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The Series II Bari has the deep and robust tone preferred by most of today's professionals.
Flexible enough to perform in quartet work or anchor the front line of a big band, the Selmer 55AF Series II baritone saxophone features a range to low A, adjustable thumb rest, blue steel springs, and leather pads with metal boosters. The gold lacquered brass body of the Selmer Series II baritone saxophone is also beautifully engraved.
Range to Low A
Hand engraved bell
Clear lacquered brass body construction
High F# Key/Low A/Tilted Bb Spatula Key
Power hammered keys
Reviewed by 3 customers
Displaying reviews 1-3
I have a Selmer Series II Super action 80, I think it's this model listed. When ever I play it in a band, concert band, small group, the conductor is always asking, "What kind of horn is that?" They always notice the full sound. I've only heard one horn I liked better and that was a Vintage Conn....but then I could probably get some different tones if I used something other than the Selmer C* Great horn, coming from those who are listening.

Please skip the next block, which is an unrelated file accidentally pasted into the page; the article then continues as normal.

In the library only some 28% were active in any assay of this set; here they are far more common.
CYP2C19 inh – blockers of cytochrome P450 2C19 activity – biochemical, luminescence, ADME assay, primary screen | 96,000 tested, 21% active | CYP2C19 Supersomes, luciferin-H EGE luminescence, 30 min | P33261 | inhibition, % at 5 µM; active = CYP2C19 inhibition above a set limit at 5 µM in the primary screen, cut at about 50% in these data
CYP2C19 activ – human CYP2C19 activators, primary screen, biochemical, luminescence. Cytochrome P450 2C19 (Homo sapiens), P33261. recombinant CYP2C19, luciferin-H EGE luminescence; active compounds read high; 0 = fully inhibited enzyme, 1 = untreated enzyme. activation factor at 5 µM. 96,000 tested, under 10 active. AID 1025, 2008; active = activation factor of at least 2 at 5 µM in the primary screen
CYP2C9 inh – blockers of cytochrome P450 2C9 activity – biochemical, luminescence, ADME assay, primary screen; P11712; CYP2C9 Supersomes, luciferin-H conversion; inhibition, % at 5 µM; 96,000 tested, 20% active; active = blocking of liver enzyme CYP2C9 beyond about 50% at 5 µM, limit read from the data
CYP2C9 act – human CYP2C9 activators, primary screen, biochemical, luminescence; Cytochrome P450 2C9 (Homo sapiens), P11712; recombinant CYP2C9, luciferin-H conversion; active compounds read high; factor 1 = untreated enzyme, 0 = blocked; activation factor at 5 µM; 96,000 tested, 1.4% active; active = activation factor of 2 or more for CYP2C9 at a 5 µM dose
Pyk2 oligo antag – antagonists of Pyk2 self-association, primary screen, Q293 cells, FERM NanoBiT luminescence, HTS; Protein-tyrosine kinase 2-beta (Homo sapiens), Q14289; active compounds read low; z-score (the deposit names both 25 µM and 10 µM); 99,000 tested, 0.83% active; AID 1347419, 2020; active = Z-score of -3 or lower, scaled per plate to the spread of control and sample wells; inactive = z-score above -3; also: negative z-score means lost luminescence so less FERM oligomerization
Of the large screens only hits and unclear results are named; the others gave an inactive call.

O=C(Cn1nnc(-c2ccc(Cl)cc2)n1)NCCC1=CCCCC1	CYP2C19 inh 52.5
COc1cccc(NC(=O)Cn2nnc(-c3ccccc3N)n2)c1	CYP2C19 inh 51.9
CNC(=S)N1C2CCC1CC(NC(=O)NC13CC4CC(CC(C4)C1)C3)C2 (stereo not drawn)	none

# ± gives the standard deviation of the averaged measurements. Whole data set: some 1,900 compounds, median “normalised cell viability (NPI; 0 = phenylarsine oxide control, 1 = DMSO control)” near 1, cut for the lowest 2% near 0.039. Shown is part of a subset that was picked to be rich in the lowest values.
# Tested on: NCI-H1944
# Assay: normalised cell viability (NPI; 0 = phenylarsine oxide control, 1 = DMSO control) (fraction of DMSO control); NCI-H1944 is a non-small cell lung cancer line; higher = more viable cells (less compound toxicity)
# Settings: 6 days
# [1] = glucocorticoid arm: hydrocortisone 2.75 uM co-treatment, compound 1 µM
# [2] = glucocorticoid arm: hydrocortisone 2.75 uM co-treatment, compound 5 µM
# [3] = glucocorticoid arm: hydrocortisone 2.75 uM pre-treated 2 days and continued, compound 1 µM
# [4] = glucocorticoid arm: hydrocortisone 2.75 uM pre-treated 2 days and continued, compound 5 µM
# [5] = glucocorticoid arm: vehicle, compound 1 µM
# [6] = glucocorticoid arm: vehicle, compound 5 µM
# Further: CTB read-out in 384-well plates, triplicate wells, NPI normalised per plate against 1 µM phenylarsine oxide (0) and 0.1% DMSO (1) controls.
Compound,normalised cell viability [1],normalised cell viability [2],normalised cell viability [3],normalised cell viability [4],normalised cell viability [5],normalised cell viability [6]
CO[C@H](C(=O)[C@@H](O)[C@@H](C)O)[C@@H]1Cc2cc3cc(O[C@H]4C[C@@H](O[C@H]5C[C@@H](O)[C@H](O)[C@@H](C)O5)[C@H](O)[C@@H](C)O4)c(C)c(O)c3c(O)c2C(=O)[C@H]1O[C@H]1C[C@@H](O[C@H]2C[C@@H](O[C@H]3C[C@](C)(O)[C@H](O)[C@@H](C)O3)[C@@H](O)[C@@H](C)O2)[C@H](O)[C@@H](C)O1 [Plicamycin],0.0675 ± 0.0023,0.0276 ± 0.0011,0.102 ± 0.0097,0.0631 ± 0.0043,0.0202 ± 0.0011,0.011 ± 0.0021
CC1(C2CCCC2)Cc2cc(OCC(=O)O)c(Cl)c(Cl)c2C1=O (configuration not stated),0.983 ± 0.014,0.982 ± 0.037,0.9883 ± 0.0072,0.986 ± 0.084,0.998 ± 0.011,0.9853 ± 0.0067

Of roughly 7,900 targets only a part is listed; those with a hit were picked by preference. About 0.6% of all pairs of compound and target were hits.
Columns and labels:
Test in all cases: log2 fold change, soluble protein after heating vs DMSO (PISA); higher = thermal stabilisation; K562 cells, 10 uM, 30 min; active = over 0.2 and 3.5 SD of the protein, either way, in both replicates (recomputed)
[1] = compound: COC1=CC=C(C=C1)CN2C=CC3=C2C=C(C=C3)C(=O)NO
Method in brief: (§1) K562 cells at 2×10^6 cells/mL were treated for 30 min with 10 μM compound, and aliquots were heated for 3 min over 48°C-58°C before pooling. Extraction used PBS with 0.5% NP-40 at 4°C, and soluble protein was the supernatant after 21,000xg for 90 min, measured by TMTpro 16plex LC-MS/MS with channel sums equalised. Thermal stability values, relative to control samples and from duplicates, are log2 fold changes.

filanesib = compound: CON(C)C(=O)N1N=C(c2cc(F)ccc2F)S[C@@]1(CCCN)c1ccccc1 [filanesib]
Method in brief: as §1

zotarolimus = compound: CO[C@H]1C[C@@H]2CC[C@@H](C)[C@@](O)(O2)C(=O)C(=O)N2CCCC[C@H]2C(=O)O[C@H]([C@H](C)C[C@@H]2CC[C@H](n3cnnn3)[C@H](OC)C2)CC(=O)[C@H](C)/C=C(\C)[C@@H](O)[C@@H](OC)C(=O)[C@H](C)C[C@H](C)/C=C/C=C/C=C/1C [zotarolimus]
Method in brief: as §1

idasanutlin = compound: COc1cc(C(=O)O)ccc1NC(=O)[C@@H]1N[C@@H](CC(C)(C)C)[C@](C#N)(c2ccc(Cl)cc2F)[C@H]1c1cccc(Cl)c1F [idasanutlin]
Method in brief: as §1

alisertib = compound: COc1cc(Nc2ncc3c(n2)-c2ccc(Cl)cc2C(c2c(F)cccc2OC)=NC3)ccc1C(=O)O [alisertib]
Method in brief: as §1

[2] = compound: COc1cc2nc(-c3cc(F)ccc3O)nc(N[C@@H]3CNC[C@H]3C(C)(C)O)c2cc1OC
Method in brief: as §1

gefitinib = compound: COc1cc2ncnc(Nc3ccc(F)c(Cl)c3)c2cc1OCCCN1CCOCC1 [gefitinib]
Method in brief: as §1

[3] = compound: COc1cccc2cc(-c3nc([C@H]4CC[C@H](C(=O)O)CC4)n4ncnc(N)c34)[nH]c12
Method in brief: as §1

As a professional musician, I have had a significant amount of experience playing many models of both Selmer (Mark VI, Series II and III) and Yamaha (52, 62) baritone saxophones. While I find the Yamaha to have a more even feel and sound throughout it's entire range (all of the notes generally respond with the same degree of resistance regardless of the register), the Selmer baritones feel as if they have significantly more of a core to their sound at dynamic extremes, perhaps due to the increased weight of the horn compared with the Yamaha. The Selmer also has more adjustment screws on the lower stack and especially the bell (a coupe extra screws for the Low A mechanism alone), when compared to the Yamaha. While this might not have an immediate impact on the way that a new horn plays, as the horn ages it will be easier for a woodwind repair technician to keep the instrument in proper adjustment. Beginning with the Series II, Selmer saxophones also have the advantage of having spring-mounted inserts in each of the rods, which means that over time the instrument will not develop lost motion in the keys to the degree that you find on other makes of saxophones. In general, I find the Selmer to have a more complex sound and slightly more attention to detail in its construction when compared to the Yamaha.
I have had experience with playing a number of different brands of Bari Saxes, but none of them come close to the quality and sound of a Selmer Paris. Many other brands are hard to get the lowest and highest of notes out on a Bari, but the Selmer Paris Bari can play the entire range of the Bari with ease. You always get what you pay for and this is definitely worth every penny.
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